I was scared of using my self-cleaning oven.
But I was even more scared of someone seeing the inside of it.
When I created the Kitchen Cleaning Checklist last week, I knew it was time to take the leap and figure out how to use a self-cleaning oven.
It was easy. Not magic, but easy. First of all, I would advise that you read over your oven’s instruction manual. I had no idea where mine was, so I didn’t. But I did remember my own mother using hers, so I went for it.
Yes, it’s a little scary. Yes, I warned my kids that the oven was cleaning itself and not to get too close.
Basically, it works like this: The oven gets crazy-hot and burns up all of the dirtiness. My oven, my mother’s oven, and I would hope ALL ovens . . . require that the oven is locked in order for the cleaning feature to be used. It then stays locked (it won’t LET you unlock it) until it has cooled down after cleaning. (I learned from you in the comments that I should have removed the racks before cleaning!)
That picture above was my oven before I cleaned it.
After three hours on the clean cycle, and about 45 minutes of cooling time, it looked like this:
Yes. Those are ashes.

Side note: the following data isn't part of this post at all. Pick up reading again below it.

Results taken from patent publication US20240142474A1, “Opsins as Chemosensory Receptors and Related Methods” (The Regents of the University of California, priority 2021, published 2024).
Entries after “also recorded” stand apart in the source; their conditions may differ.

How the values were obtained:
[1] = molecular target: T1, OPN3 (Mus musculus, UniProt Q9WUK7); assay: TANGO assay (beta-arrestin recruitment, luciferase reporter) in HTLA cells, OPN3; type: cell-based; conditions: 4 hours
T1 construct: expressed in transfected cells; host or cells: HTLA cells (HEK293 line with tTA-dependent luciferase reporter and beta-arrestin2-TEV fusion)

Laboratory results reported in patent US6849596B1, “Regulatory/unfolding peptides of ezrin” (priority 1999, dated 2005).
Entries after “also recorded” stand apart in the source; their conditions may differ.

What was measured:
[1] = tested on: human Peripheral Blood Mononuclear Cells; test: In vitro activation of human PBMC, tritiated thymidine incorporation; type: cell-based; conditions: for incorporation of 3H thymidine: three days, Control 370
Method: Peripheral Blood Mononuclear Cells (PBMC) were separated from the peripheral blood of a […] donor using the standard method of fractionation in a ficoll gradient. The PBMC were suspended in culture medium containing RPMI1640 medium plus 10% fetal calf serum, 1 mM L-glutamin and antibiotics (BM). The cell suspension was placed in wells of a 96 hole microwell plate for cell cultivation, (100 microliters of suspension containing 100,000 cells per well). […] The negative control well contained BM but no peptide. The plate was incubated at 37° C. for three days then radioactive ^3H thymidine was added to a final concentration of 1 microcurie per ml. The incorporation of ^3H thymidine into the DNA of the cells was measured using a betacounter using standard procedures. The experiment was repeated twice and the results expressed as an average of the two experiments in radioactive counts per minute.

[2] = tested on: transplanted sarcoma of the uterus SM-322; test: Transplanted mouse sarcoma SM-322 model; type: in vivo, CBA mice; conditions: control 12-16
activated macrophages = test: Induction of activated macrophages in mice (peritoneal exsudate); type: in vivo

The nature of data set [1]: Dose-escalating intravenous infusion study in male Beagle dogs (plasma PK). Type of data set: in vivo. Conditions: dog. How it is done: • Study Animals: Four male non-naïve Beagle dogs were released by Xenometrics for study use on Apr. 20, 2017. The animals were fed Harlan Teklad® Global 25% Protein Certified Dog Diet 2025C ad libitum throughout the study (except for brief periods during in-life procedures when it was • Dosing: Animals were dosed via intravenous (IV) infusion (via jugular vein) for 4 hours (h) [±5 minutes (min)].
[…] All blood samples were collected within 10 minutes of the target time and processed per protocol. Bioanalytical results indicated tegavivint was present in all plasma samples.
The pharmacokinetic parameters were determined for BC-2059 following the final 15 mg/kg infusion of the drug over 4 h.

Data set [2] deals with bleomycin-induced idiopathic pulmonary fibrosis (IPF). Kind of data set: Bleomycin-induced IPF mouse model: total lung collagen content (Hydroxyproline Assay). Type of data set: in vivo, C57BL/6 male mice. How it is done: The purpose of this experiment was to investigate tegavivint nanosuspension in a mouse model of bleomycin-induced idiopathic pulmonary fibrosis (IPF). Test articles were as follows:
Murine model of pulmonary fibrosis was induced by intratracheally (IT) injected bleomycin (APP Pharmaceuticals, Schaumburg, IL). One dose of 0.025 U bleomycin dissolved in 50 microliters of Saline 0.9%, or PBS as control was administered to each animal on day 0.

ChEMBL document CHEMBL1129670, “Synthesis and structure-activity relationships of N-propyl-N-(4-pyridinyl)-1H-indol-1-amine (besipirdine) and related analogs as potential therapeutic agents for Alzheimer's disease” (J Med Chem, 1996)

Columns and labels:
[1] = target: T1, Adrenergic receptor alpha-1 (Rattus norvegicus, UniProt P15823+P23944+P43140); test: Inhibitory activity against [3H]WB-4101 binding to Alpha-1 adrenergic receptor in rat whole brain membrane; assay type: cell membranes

Here was the inside of the door prior to cleaning:
And after self-cleaning:
BIG difference. But not quite done.
After it was cooled completely (FINE, after a few days . . . ), I used an egg-turner to move all the ashes together and then wiped out the oven.
It didn’t take much effort to wipe it out.
And I do believe it was worth it:
Quite a big difference, don’t you think?
Very little effort is required. I just turned on the clean feature, locked it and three hours later it was done.
Oven Cleaner is known for being one of the most horrible chemical cleaners out there. Using the self-cleaning feature meant I didn’t have to use any chemicals.
Although I rarely thought about the state of my oven unless a guest used it . . . I’m amazed at how striking the difference is.
That kind of heat is scary. I probably wouldn’t want to leave the house while it was going. (And again, read your instruction manual!)
Although there isn’t a chemical smell, you can definitely smell the burning off of the what-used-to-be-food. Might be difficult for someone with breathing issues.
How do you clean your oven? How often?
Daily in December daily checklist update: It’s Tuesday and I was gone ALL day. I didn’t feel like doing ANY of my checklist tonight, but did clean the kitchen, start the dishwasher, swept the kitchen, checked bathrooms for clutter, closed the cabinet door and did a mini-pick-up. Mini is in comparison to a 5 minute one, so not much.